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Author Topic: Futuristic Sub Warfare Project  (Read 2849 times)

Online Commander Roj

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Re: Futuristic Sub Warfare Project
« Reply #45 on: June 02, 2020, 08:15:26 PM »
I think that is worth a look. Thanks.

Offline Easy E

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Re: Futuristic Sub Warfare Project
« Reply #46 on: June 03, 2020, 02:07:55 PM »
The hardest part of subwarfare from a design aspect is the detection components.  Tabletop games just do not have a great way to handle detection in an authentic way.  For true stealth situations, the opponent should have no idea where the enemy is until they attack or give away their position.

Obviously, this can be difficult in a tabletop wargame where models represent the enemy and players have a god's eye view.  There are only a handful of ways I have thought of to deal with this problem:

1. The easiest is, you don't.  You assume that by the time the battle breaks out everyone knows about where everyone is and stealth is discarded in order to fight.  A somewhat unsatisfying soultion to the issue. 

2. Use Blips/Blinds.  These represent the approximate location of various vessels and the blips are revealed by various actions such as shooting, active sonar pings, etc.  Better, but players still have a relative idea of where an enemy is and can be fiddly in execution.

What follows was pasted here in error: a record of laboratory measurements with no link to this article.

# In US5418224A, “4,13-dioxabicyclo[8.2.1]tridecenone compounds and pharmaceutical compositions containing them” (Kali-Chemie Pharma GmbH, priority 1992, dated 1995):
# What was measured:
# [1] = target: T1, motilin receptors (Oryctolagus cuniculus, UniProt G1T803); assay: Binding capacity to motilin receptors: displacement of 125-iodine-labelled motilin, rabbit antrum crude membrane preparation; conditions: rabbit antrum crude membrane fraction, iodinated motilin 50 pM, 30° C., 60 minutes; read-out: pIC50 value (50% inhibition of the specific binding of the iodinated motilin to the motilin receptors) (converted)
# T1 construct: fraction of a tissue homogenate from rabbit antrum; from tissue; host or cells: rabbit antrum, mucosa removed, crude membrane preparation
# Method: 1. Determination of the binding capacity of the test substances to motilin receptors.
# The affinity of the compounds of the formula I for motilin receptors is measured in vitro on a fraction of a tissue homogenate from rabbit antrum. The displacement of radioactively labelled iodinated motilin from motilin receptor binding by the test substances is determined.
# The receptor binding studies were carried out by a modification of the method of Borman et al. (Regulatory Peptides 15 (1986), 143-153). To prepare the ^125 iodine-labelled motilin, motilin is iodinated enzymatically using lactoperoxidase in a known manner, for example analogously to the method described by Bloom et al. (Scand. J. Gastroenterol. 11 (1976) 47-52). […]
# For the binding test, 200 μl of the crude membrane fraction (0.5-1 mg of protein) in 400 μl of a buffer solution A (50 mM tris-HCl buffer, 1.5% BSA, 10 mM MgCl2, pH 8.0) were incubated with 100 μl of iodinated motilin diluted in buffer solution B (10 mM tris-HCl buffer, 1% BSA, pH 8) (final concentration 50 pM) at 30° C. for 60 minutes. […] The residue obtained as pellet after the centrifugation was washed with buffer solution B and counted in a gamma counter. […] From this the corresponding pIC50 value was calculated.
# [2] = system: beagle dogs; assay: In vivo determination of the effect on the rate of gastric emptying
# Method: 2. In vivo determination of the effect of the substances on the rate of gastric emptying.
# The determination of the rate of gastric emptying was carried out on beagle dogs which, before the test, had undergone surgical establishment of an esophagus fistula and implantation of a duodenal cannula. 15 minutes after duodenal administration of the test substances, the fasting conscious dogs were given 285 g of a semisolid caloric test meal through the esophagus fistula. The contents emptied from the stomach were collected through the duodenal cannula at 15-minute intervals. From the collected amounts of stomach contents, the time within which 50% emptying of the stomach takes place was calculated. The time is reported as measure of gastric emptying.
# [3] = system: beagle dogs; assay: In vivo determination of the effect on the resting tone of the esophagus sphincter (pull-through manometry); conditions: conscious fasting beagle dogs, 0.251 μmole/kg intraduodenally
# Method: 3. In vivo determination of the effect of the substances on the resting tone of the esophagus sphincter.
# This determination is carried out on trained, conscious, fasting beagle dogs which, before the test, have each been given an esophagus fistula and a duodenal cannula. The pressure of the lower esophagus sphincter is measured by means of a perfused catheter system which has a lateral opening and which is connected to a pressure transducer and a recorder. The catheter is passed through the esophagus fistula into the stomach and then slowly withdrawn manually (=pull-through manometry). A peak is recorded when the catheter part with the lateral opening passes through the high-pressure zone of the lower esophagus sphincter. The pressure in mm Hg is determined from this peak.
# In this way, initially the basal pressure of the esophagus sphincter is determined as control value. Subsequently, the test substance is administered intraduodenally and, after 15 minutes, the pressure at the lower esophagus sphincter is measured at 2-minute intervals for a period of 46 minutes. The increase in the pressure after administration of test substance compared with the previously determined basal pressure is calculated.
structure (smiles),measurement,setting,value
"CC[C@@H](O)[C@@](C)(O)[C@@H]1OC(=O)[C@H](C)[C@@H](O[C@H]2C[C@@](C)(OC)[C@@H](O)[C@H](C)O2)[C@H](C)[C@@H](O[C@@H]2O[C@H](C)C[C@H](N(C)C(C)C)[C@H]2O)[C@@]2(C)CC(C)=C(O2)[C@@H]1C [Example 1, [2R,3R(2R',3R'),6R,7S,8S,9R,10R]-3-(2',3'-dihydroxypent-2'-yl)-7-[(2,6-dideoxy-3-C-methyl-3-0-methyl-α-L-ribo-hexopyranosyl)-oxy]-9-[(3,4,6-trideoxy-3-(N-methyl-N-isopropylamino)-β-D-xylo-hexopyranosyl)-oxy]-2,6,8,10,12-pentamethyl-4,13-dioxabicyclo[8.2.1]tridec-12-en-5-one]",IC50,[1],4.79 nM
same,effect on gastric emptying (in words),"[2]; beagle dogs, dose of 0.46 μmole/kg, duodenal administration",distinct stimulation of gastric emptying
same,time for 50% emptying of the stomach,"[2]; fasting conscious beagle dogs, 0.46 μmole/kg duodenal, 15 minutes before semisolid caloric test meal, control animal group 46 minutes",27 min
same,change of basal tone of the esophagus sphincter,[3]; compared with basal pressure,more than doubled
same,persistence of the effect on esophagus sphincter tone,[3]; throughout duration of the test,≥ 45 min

3. Non-detected units are placed in reserve and enter the board when they are "detected" at any depth or board edge they wish.  However, it feels more like the non-detected craft is just late to the party.   

4. Deployment nodes where once a vessel is detected they can be deployed within X distance of the node. Allows players to get an idea of where the enemy will appear and plan for it, but not the precise location.   

5. Detection checks, where you can not fire until you pass a detection check. However, it does not "solve" the issue of a player having a God's eye view.